The case centered on the definition of what is a former prosecution that would bar a subsequent prosecution.  The Pennsylvania Supreme Court addressed this issue in Commonwealth v. Fithian, 599 Pa.180, 961 A.2d 66 (2008).  Fithian states that in order for a former prosecution to bar a subsequent prosecution (rendering the criminal act an episode versus an enterprise) pursuant to Section 110 of the Pa Criminal Code, four elements are required: (1) the former prosecution must have resulted in an acquittal or conviction; (2) the current prosecution is based upon the same criminal conduct or arose from the same criminal episode as the former prosecution; (3) the prosecutor was aware of the instant charges before the commencement of the trial on the former charges; and (4) the current offense occurred at or near the same time.

More importantly, the issue of if the drug sales in one case constitute an episode for multiple prosecutions versus a criminal enterprise for one very large prosecution, the court stated:

These [Section 110] policy concerns must not be interpreted to sanction “volume discounting” or, as evidenced by this case, to label an “enterprise” an “episode.” [The Pennsylvania Supreme] Court has never categorized seven months of individual criminal activity, with distinct layers of illegality, as a single criminal episode; the purpose inherent in § 110 prevents such a result now. Although [Commonwealth v.] McPhail[, 547 Pa. 519, 692 A.2d 139 (1997) (plurality)] designated three months of activity a single episode, that case involved one defendant selling drugs to one undercover officer; the officer was the major mover in the determination of the conduct, its extent, jurisdiction and venue, and potential mandatory penalties. Additionally, in McPhail, the  Commonwealth conced[ed] that all the offenses arose from the same criminal episode.” McPhail, at 141. Here, over a seven-month period, appellee ran a profitable enterprise in which he stole at least 25 vehicles from numerous individuals and 11 dealerships and then resold them, creating even more victims. Much like a television sitcom, each week’s story has similar characters, producers, and continuity of storyline, but each week is a separate episode—the series of episodes is an enterprise.   Nolan, 579 Pa. at 310-11, 855 A.2d at 840.10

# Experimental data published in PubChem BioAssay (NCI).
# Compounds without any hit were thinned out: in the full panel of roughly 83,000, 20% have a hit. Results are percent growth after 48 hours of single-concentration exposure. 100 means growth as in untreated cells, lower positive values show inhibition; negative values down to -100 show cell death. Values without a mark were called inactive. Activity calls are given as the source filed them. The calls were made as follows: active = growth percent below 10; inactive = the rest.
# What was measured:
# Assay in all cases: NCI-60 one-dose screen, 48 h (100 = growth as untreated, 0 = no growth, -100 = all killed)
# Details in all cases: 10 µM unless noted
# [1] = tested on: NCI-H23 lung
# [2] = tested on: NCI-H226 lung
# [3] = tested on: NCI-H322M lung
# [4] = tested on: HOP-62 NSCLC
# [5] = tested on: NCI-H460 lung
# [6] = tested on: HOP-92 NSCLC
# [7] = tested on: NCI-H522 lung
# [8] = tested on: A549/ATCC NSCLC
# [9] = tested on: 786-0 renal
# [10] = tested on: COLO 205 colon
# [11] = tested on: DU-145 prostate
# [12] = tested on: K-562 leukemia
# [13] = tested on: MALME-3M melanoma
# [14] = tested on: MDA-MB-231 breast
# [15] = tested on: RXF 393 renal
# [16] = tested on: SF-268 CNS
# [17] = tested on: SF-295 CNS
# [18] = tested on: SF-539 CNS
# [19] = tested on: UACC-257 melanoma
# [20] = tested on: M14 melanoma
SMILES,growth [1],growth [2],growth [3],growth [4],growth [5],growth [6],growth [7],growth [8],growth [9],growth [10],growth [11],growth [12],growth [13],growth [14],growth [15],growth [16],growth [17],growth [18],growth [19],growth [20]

The lesson in these cases is make sure you have good counsel that you have properly advised of your criminal conduct so that the prosecution can be made aware of all criminal conduct if there is to be a plea.  If you are the client and you are not candid with your counsel as to the nature and extend of your criminal conduct, you are wasting your money.  This was Mr. Reid.

Pay the attorney to do the legal work; don’t second guess him or her.  Be honest with your counsel and advise them fully of your behavior so they may properly strategize your case and make informed legal decisions.

 

This case tells me that Mr. Reid did not tell his attorney all of the drugs he was selling and to whom and how much.  As such, when the attorney defended the first case, the client got hit with a second, broader case with more drugs and he was charged with the criminal enterprise counts.  Had the attorney known of all the criminal conduct, then maybe the first case would have resulted in a plea with facts that included much of the facts of the second case.  Then, a second prosecution with have been precluded.